5 of 5 people found the following review helpful
J Scott Morrison
- Published on Amazon.com
This DVD consists of two films done by the distinguished French music documentarian (and concert violinist) Bruno Monsaingeon. The first, and for me by far the more interesting, is a 2001 hour-long film, 'Strings Attached', consisting of intense rehearsal of Beethoven's Grosse Fuge by and interviews with members of the Artemis Quartet as it was constituted in 2001. (The group has since replaced the second violinist and violist seen in these films.) Watching and hearing the group work at the fine points of their conception of Beethoven's great work is instructive, not only for string players but for general chamber music lovers as well. This is followed by a complete performance of the work in which one can not only be caught up in the Grosse Fuge's marvels but also see how the rehearsals we witnessed affect its final shape. The performance itself is marvelous. It is a particularly fine-boned performance whose approach allows us to be aware of all the fugue's components without coming across as a clinical x-ray. I particularly liked the leadership of first violinist Natalia Prischepenko whose delicate playing has a steely interior spine. The quartet's pianissimi are a wonder. But when they come to the gutsier parts of the fugue they deliver, too.
The second film is of an hour-long concert done in the Théâtre des Bouffes du Nord, Paris, on April 8, 2001. The program consists of Beethoven's Quartet No. 2 in G, Op. 18, No. 2; Verdi's Quartet in E Minor; and Webern's Six Bagatelles, Op. 9. As in the Grosse Fuge, the Beethoven quartet is played with delicacy and suavity. It strikes me as being somewhere between the performances of the Berg Quartet and of the Emerson Quartet, showing the Emerson's clarity and the Berg's expressiveness. Verdi's quartet, his only one, was premiered the day after the premiere of Aida in 1873. It is quintessential Verdi in that it is both melodic and theatrical. The Artemis Quartet are particularly effective in the prestissimo third movement and the finale, Scherzo Fuga, in both of which one hears anticipations of the fairy music in Verdi's Falstaff. Webern's Six Bagatelles, none of which lasts much longer than a minute, are among the most concentrated works in the quartet literature. Each note has its own separate dynamic marking, and tone colors shimmer like the Northern Lights. The Artemis play them as well as any performance I've ever heard, even including those of both the Juilliard and the Arditti quartets. Superb.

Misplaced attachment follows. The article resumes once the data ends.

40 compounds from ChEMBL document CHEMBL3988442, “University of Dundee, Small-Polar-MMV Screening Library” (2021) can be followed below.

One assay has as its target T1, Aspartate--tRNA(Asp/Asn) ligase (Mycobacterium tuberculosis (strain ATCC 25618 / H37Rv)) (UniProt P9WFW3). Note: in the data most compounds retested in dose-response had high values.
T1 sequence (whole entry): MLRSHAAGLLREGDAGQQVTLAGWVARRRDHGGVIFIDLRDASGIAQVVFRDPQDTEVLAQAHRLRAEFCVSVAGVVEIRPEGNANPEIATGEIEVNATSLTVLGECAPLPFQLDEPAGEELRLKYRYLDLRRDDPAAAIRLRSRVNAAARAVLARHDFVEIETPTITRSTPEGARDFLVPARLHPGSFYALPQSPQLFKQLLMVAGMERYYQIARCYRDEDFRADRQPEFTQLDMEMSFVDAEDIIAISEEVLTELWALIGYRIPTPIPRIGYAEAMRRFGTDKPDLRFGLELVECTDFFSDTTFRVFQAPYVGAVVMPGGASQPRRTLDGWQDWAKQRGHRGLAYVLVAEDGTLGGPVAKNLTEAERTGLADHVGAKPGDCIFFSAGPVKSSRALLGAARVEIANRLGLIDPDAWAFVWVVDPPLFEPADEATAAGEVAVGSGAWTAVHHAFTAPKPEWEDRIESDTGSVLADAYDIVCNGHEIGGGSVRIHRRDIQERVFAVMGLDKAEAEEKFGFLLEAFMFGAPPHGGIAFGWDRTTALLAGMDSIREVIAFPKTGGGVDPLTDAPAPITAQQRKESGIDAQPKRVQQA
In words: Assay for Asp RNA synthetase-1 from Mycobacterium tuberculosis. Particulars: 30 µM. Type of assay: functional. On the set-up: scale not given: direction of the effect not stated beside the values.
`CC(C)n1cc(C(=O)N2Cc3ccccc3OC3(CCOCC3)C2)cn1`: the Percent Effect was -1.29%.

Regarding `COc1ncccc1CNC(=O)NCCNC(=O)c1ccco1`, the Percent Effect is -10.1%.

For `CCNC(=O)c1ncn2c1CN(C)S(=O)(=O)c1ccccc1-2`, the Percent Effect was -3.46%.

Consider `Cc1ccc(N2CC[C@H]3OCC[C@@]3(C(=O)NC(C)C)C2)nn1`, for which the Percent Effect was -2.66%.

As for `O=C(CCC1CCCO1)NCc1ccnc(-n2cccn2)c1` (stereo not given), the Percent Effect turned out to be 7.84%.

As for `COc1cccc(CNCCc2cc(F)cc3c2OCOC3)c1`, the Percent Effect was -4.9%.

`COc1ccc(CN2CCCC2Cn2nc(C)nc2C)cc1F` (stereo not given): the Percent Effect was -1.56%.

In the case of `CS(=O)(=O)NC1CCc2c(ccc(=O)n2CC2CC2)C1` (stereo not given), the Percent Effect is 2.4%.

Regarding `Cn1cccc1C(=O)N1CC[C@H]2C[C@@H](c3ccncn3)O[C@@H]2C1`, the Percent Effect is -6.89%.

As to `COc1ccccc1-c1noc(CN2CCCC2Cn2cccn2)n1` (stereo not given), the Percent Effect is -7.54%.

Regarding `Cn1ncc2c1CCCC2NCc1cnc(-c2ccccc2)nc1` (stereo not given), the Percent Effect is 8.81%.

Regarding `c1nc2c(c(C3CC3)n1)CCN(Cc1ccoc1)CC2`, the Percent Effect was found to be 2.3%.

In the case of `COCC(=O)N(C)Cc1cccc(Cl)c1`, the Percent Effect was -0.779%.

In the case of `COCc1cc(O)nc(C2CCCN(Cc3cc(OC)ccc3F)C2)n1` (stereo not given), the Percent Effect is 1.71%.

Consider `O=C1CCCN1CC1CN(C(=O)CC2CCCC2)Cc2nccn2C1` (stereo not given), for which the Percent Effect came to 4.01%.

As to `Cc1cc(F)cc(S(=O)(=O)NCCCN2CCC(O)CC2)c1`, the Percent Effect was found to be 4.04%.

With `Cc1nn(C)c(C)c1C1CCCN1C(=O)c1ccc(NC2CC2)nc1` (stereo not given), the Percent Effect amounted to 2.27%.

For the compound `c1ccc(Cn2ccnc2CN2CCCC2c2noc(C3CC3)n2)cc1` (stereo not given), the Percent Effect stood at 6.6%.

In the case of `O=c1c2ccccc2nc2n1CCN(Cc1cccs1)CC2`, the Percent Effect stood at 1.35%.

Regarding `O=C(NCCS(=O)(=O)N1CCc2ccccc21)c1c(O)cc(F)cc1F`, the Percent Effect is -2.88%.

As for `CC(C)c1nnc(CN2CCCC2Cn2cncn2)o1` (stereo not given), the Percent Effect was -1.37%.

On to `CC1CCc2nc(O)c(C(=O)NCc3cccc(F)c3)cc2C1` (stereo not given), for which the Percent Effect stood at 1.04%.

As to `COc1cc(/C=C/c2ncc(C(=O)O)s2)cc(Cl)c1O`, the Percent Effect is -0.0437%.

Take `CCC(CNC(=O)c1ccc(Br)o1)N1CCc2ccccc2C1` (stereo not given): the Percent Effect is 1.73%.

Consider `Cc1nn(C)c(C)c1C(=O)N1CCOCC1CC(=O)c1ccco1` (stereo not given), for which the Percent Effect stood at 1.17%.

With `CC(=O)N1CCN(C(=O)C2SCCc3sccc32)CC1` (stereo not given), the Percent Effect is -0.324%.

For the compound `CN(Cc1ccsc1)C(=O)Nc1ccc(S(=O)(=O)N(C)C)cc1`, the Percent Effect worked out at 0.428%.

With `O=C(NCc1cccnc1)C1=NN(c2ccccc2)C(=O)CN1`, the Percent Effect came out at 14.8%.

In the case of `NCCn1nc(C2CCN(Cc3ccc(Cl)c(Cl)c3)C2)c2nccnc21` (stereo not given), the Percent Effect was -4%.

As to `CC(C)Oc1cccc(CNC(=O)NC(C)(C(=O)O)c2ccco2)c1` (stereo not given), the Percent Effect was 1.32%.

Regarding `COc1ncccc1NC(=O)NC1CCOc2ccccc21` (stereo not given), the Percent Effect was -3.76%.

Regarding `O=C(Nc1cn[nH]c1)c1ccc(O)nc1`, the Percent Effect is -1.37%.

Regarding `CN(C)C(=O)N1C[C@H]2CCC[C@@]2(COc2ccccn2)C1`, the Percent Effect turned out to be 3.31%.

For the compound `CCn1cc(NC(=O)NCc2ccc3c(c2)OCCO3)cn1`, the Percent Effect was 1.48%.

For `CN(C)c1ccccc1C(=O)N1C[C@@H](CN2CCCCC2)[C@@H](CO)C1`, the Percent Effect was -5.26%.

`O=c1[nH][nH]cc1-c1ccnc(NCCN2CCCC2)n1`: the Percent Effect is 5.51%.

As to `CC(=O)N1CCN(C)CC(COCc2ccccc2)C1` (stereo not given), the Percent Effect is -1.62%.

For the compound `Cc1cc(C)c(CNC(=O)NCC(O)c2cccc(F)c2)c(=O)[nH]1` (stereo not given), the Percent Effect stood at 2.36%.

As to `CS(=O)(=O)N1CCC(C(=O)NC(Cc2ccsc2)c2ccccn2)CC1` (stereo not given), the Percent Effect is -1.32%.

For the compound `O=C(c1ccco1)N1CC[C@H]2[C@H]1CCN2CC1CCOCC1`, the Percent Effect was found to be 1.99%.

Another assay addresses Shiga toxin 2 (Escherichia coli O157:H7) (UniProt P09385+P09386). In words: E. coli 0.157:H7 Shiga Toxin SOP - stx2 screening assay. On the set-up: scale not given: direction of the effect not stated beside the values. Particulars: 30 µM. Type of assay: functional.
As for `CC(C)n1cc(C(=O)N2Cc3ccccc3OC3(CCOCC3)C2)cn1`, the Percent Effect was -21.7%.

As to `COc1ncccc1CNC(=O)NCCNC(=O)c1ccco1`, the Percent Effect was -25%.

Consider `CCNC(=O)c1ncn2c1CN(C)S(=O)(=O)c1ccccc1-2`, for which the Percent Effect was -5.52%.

Recommended for its intended audience.
Running time: ca. 120 mins; Format: NTSC 16:9; Sound: PCM Stereo; Interviews in German, Russian with subtitles in English, French; Region: 0 (worldwide)
4 of 4 people found the following review helpful
- Published on Amazon.com
Everybody knows: it's four balding old men sitting rather stiffly in a boring room playing even older instruments. Yawn.
Wrong! The string quartet is the most elegant form of classical music, whether it be Schubert's Death and the Maiden, Ravel, Debussy and Bartok, or Beethoven's Great Fugue, one of the most complex quartets ever written.
On this DVD we have two films by Bruno Monsaingeon in 1080HD showing a young Artemis Quartet rehearsing and playing the Great Fugue. There is nothing stuffy about this group and we learn a lot about playing string quartets from their interactions in rehearsal.
If you like this DVD, I think you will like the EuroArts DVDs with the Hagen Quartet, a young quartet from Salzburg.
For more details on this DVD, read Scott Morrison's excellent review.